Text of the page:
- Optimize all your photos and images for the web – DON’T just upload images without first optimizing them – not only will they take up more room on your server, but each time they are loaded they will use up more bandwidth, and they will be slower to load. You should optimize them for the web before uploading them to your site, and if they are larger than you need you should also crop them before uploading them.
- Get “Sticky” with it! – I personally like to use things which cause my sites to be “sticky” – that is to say that a visitor will usually end up spending far more time on my site than they planned to simply because some other thing caught their eye and made them stay… Maybe you too are only reading this article because you saw it mentioned on another article……
One tool I use for this purpose is the plugin which creates the great-looking thumbnails found at the bottom of this article and which suggests other random content for you to read, plus underneath them is yet another list of suggested related articles. These 2 plugins are great for increasing the “stickiness” of this site, and are both free and can be installed within minutes (…..they are made for WordPress – if you are using something other than WordPress then you will need to look for something similar ….).
The first one is the “Related Posts Thumbnails” plugin- By Maria Shaldybina and the second one is “Yet Another Related Posts Plugin” – By mitcho (Michael Yoshitaka Erlewine). I highly recommend using both plugins combined, one for random & the other for related.
- Avoid things which slow down your website – lots of widgets can be really cool, but they often come at a high price too – speed. As of this year (2011) Google is now penalizing slow-loading websites, so your page speed is now more important than ever – so try to ensure your pages load fast; under 2 seconds is currently considered good-average speed.
- Avoid using very large or too many images or photos unless absolutely necessary – they slow down your site, and may deter visitors using slow internet connections.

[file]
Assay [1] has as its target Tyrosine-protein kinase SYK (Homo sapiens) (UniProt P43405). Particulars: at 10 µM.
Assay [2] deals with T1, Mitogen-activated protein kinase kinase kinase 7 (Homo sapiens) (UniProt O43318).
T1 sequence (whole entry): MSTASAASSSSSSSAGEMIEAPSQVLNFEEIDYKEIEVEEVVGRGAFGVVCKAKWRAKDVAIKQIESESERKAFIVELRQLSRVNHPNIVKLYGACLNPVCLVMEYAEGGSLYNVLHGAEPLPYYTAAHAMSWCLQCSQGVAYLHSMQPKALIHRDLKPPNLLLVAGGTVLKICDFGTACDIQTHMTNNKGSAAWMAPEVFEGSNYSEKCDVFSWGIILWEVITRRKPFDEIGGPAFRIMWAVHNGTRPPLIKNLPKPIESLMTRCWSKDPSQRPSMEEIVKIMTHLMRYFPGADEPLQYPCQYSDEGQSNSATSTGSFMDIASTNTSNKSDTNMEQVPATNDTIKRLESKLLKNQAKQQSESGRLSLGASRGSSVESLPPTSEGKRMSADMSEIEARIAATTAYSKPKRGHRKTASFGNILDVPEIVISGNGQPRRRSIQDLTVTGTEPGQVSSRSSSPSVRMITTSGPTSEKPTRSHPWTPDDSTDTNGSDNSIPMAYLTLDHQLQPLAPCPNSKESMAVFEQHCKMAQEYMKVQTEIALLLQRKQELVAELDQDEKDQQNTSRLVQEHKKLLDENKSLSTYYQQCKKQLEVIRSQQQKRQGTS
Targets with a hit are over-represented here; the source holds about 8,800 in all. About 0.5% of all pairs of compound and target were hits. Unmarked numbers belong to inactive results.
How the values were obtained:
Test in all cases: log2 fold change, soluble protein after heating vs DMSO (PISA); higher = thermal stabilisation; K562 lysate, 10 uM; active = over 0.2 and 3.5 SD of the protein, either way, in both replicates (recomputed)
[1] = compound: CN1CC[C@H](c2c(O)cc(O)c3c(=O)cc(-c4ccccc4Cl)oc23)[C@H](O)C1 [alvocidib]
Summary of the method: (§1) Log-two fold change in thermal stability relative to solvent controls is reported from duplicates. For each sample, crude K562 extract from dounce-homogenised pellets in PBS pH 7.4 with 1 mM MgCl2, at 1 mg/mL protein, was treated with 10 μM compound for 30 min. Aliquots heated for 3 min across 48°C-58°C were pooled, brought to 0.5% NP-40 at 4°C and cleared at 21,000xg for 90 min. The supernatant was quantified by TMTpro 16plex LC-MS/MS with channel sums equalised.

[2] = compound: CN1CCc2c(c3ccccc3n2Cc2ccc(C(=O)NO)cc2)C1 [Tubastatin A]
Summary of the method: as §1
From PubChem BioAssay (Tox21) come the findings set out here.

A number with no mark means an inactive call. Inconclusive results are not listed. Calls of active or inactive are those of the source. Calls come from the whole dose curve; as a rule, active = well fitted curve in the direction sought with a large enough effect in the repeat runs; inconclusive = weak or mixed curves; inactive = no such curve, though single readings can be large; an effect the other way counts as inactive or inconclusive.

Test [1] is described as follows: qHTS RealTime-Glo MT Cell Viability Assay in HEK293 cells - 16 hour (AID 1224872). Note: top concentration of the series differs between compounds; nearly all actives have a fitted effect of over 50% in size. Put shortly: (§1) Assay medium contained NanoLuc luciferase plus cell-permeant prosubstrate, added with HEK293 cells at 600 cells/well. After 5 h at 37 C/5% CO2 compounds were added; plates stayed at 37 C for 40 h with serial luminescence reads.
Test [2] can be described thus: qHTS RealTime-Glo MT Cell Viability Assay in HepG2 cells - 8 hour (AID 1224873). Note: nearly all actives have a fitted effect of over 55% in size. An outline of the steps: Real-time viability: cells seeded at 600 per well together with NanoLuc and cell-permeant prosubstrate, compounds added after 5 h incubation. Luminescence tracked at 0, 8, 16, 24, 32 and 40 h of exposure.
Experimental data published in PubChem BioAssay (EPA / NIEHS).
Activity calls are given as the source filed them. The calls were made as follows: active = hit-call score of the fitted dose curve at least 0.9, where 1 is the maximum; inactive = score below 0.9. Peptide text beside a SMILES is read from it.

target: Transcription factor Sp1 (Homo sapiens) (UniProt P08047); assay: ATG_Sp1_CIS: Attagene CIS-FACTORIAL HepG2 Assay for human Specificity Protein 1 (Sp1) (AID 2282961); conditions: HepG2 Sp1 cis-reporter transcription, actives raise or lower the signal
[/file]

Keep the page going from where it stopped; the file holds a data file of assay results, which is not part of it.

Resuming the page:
- Avoid using Frames– these are old-fashoined and generally no longer used (and they are bad for SEO)
- Avoid flash whenever possible – search engine bots have trouble reading it, and it can also cause problems for visitors using older web browsers or with slow internet connections. It’s no use having a flash-looking website if they leave your site because it’s too slow…
- Do NOT use hidden keywords in your content or webpages. You will be detected, and banned / penalized.
- Do NOT use excessive amounts of keywords (known as “Keyword Stuffing”) not only does it annoy the actual human readers, but search engines can detect it and you will be penalized.
- Do NOT have duplicate content or pages on your site. This includes duplicate content posted on your other sites if you have more than one website (in other words you shouldn’t post the same article to ten websites – it’s much better to slightly alter each article for each website…).
- Do NOT use the same meta tags throughout your site – you should vary them slightly, and some areas on a large website might need different keywords altogether from the other areas…)
- Do NOT use the same alt descriptions for all your images.
- Do NOT use doorway pages. These are considered Black-Hat SEO & will result in your site being banned…
These are just some of the things to consider when “SEO-ing” your website, but I hope they’ve given you some initial guidance and that you found it useful.